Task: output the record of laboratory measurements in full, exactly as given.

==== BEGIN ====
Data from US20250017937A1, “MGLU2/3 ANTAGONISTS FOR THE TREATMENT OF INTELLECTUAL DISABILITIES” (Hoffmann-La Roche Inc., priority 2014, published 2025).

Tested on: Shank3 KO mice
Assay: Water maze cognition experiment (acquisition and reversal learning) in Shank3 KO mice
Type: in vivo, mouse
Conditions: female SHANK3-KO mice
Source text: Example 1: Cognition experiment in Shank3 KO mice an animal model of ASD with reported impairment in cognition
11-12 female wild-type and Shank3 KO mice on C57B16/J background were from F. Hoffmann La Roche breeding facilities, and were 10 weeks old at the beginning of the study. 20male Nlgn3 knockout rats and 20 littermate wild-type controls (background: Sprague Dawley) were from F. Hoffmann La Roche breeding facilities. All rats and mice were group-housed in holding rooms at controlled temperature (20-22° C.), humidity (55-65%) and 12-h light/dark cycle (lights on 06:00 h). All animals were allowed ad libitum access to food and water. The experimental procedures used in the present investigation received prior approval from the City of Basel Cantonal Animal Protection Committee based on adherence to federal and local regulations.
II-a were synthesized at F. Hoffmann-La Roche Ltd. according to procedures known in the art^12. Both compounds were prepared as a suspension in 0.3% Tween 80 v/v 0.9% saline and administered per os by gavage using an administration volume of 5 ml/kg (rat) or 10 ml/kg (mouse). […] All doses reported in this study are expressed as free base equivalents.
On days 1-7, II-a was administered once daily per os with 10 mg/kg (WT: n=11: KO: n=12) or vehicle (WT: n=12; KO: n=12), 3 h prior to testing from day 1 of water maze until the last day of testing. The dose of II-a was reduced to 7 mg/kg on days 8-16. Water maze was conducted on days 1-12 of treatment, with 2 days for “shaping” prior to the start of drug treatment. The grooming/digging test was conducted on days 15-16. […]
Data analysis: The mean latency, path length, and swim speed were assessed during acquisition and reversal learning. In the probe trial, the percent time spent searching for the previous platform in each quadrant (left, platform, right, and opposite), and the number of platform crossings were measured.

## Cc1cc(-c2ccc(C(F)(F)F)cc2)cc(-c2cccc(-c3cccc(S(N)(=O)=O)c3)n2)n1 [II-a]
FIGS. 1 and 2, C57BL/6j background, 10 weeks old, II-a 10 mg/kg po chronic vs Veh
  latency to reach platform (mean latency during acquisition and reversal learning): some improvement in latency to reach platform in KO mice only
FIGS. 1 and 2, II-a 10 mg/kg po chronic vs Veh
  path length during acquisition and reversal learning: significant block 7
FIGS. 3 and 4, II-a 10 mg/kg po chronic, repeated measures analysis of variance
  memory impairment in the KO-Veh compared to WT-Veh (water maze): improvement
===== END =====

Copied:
Data from US20250017937A1, “MGLU2/3 ANTAGONISTS FOR THE TREATMENT OF INTELLECTUAL DISABILITIES” (Hoffmann-La Roche Inc., priority 2014, published 2025).

Tested on: Shank3 KO mice
Assay: Water maze cognition experiment (acquisition and reversal learning) in Shank3 KO mice
Type: in vivo, mouse
Conditions: female SHANK3-KO mice
Source text: Example 1: Cognition experiment in Shank3 KO mice an animal model of ASD with reported impairment in cognition
11-12 female wild-type and Shank3 KO mice on C57B16/J background were from F. Hoffmann La Roche breeding facilities, and were 10 weeks old at the beginning of the study. 20male Nlgn3 knockout rats and 20 littermate wild-type controls (background: Sprague Dawley) were from F. Hoffmann La Roche breeding facilities. All rats and mice were group-housed in holding rooms at controlled temperature (20-22° C.), humidity (55-65%) and 12-h light/dark cycle (lights on 06:00 h). All animals were allowed ad libitum access to food and water. The experimental procedures used in the present investigation received prior approval from the City of Basel Cantonal Animal Protection Committee based on adherence to federal and local regulations.
II-a were synthesized at F. Hoffmann-La Roche Ltd. according to procedures known in the art^12. Both compounds were prepared as a suspension in 0.3% Tween 80 v/v 0.9% saline and administered per os by gavage using an administration volume of 5 ml/kg (rat) or 10 ml/kg (mouse). […] All doses reported in this study are expressed as free base equivalents.
On days 1-7, II-a was administered once daily per os with 10 mg/kg (WT: n=11: KO: n=12) or vehicle (WT: n=12; KO: n=12), 3 h prior to testing from day 1 of water maze until the last day of testing. The dose of II-a was reduced to 7 mg/kg on days 8-16. Water maze was conducted on days 1-12 of treatment, with 2 days for “shaping” prior to the start of drug treatment. The grooming/digging test was conducted on days 15-16. […]
Data analysis: The mean latency, path length, and swim speed were assessed during acquisition and reversal learning. In the probe trial, the percent time spent searching for the previous platform in each quadrant (left, platform, right, and opposite), and the number of platform crossings were measured.

## Cc1cc(-c2ccc(C(F)(F)F)cc2)cc(-c2cccc(-c3cccc(S(N)(=O)=O)c3)n2)n1 [II-a]
FIGS. 1 and 2, C57BL/6j background, 10 weeks old, II-a 10 mg/kg po chronic vs Veh
  latency to reach platform (mean latency during acquisition and reversal learning): some improvement in latency to reach platform in KO mice only
FIGS. 1 and 2, II-a 10 mg/kg po chronic vs Veh
  path length during acquisition and reversal learning: significant block 7
FIGS. 3 and 4, II-a 10 mg/kg po chronic, repeated measures analysis of variance
  memory impairment in the KO-Veh compared to WT-Veh (water maze): improvement